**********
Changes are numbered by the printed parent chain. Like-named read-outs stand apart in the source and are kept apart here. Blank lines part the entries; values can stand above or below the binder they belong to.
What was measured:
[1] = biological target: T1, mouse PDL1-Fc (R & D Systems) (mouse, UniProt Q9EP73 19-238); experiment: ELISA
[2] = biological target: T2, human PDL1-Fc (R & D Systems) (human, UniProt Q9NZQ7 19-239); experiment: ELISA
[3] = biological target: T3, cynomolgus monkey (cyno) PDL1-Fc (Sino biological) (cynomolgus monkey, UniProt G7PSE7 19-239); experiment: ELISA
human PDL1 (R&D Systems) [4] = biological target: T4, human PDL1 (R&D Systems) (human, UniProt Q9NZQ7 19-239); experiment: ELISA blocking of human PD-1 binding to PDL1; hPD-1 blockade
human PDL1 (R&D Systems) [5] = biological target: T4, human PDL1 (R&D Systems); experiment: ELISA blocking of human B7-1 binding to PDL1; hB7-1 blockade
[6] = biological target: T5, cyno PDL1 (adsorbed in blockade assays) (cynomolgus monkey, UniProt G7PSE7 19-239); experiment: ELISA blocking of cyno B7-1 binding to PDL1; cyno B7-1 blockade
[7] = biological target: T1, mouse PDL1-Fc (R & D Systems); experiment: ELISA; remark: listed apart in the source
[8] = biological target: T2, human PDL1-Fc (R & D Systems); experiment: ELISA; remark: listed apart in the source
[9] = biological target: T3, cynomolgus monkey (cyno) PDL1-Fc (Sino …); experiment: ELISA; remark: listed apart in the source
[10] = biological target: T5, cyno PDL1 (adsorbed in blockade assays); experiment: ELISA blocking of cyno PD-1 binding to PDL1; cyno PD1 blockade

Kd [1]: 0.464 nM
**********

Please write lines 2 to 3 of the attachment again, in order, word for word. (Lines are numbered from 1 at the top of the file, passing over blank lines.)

What was measured:
[1] = biological target: T1, mouse PDL1-Fc (R & D Systems) (mouse, UniProt Q9EP73 19-238); experiment: ELISA